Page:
I have a couple of questions about contrasts but would also appreciate any suggestions for relevant literature.

I am carrying out a GLM (binomial). There are 3 Factors (A,B,C) - A has 3 levels, B & C have 2. As main effects all factors are significant, and for factor A I can test the significance between the levels with orthogonal contrasts (-1, 0.5, 0.5)(0, -1, 1).

There is also a significant interaction between A & B and this is where I am getting stuck/confused.The interaction between A & B produces 6 treatments (A1*B1, A1*B2, A2*B1, A2*B2, A3*B1, A3*B2) Do I need to construct a matrix with 6 levels? For example...

(-1, 0.2, 0.2, 0.2, 0.2, 0.2) ( 0, -1, 0.25, 0.25, 0.25 0.25) ( 0, 0, -1, 0.33, 0.33, 0.33) ( 0, 0, 0, -1, 0.5, 0.5) ( 0, 0, 0, 0, -1, 1)

Second question - Say I am only really interested in one contrast, for example between A1*B1 and A1*B2. Is there anything stopping me doing this? I get the impression you need to create the full matrix but I have not read anywhere that it is a must? I'm using jmp and it allows me to run a single contrast I'm just not really sure if it is ok statistically?

  • $\begingroup$ If you can type in the formula in JMP you don't have to create the model matrix yourself. In R to get the full interaction formula you would type : Y ~ (A + B + C)^2 (which would also give you the 3-way interaction) or Y ~ A + B + C + A:B for just the A:B interaction. you cannot just model A1:B1 and A1:B2 that would be a different factor (D = 1 if A1, 0 if not A1). Would you consider moving to R ? $\endgroup$
    – crogg01
    Commented Feb 3, 2014 at 20:44
  • $\begingroup$ I do use R, but I have to use jmp in this case. Maybe I have not explained myself properly but I have already modelled the data - fitting a maximal model then reducing to minimal model which is Y ~ A + B + C + A:B. This tells me A has a significant effect but not which level of A, it also tells me A effect depends on B or vice versa - but not which level of A. I can just plot it and compare visually but as I understand it you can do this statistically with contrasts $\endgroup$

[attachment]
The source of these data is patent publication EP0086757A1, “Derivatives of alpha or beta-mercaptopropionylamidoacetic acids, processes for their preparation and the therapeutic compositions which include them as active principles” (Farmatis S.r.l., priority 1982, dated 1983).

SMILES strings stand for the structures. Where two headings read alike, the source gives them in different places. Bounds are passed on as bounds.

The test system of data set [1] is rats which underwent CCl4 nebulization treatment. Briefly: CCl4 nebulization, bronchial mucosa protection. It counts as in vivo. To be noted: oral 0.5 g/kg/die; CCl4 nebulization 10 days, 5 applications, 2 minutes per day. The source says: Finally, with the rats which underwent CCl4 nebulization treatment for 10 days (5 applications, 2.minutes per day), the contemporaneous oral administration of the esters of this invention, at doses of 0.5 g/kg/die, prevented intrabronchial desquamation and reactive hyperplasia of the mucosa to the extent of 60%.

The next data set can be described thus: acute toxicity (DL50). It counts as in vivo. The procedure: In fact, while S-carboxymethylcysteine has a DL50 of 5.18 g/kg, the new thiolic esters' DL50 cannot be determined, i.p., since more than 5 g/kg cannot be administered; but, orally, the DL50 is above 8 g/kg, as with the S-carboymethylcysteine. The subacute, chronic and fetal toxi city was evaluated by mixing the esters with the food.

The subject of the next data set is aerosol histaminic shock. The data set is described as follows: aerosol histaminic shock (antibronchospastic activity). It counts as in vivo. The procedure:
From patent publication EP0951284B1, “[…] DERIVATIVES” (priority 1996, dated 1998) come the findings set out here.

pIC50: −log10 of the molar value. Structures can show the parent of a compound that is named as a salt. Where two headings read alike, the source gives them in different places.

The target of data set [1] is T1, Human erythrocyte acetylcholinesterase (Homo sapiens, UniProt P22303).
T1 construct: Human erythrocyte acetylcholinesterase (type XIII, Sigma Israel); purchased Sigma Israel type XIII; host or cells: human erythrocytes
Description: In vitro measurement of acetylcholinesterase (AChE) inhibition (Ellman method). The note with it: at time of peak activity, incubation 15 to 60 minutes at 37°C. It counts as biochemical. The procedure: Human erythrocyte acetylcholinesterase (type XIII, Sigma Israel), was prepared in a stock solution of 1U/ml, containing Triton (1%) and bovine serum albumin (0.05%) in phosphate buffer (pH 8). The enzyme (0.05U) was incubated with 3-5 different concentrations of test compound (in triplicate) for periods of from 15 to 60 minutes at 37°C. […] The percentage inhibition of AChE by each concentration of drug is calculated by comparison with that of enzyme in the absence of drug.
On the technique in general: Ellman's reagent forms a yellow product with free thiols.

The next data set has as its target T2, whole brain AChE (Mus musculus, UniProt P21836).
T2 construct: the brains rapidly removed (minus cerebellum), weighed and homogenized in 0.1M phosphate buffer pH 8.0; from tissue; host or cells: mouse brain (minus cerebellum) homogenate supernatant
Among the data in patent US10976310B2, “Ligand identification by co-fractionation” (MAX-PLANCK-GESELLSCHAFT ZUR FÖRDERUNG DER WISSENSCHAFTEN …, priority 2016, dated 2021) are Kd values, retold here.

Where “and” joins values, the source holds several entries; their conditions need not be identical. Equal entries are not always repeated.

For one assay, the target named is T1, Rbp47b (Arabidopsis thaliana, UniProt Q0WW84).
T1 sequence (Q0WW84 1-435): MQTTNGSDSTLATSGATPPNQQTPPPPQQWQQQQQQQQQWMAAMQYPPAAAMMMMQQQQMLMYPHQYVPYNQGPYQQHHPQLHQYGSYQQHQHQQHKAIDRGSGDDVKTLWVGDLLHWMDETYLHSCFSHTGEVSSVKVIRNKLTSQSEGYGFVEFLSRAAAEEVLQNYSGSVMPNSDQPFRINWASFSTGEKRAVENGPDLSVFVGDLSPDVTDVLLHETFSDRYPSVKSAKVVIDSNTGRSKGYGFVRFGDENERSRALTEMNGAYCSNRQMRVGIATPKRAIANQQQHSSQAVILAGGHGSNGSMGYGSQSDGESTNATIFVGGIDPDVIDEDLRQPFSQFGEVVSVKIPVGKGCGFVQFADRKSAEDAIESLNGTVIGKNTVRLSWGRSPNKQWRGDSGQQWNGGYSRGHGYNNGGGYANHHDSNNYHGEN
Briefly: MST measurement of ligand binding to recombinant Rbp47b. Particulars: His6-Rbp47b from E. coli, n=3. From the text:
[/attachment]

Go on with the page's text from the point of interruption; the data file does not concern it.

– user29689
    Commented Feb 3, 2014 at 21:51
  • $\begingroup$ you should just be able to see which level of A have more of an impact in R by typing summary(myModel), the contrasts and levels will be displayed there. $\endgroup$
    – crogg01
    Commented Feb 3, 2014 at 21:59
  • $\begingroup$ summary(model) compares the levels to the intercept (one level) and not the rest. I need contrast to compare different levels $\endgroup$
    – user29689
    Commented Feb 3, 2014 at 22:09
  • $\begingroup$ I think you are misinterpreting what you are seeing. Let me set sth. up $\endgroup$
    – crogg01
    Commented Feb 3, 2014 at 22:28

1 Answer 1


Here is what you are describing:

Y = sample(0:1,400,replace=T)
A = sample(factor(c("A1","A2","A3")),400,replace=T)
B = sample(factor(c("B1","B2")),400,replace=T)
C = sample(factor(c("C1","C2")),400,replace=T)
mod = glm(Y ~ A + B + C + A:B, family=binomial)

which gives:

glm(formula = Y ~ A + B + C + A:B, family = binomial)

Deviance Residuals: 
   Min      1Q  Median      3Q     Max  
-1.362  -1.152   1.003   1.193   1.280  

            Estimate Std. Error z value Pr(>|z|)
(Intercept)  0.01955    0.27106   0.072    0.943
AA2         -0.05528    0.33304  -0.166    0.868
AA3         -0.16445    0.33920  -0.485    0.628
BB2         -0.15186    0.34719  -0.437    0.662
CC2          0.07330    0.20193   0.363    0.717
AA2:BB2     -0.04942    0.49982  -0.099    0.921
AA3:BB2      0.64755    0.49179   1.317    0.188

(Dispersion parameter for binomial family taken to be 1)

    Null deviance: 554.51  on 399  degrees of freedom
Residual deviance: 551.15  on 393  degrees of freedom
AIC: 565.15

With all of the factors appropriately irrelevant (random), if some were relevant you would see them flagged ('.','*','**','***'). You can see all the factors of A, B and C. The base factors are not there because if A1=1 then A2=0 and A3=0. This link will show you how to change the contrasts in R and give you an interpretation of the summary with factors and contrasts.

  • $\begingroup$ What I want to do is to set up my own contrasts rather than predetermined ones. It is my understanding (from reading The R Book second edition (Crawley) - pg 430 onwards) that this can be done for lm function but when using the glm function he seems to combine factor levels and then compare models using anova. $\endgroup$
    – user29689
    Commented Feb 4, 2014 at 0:11

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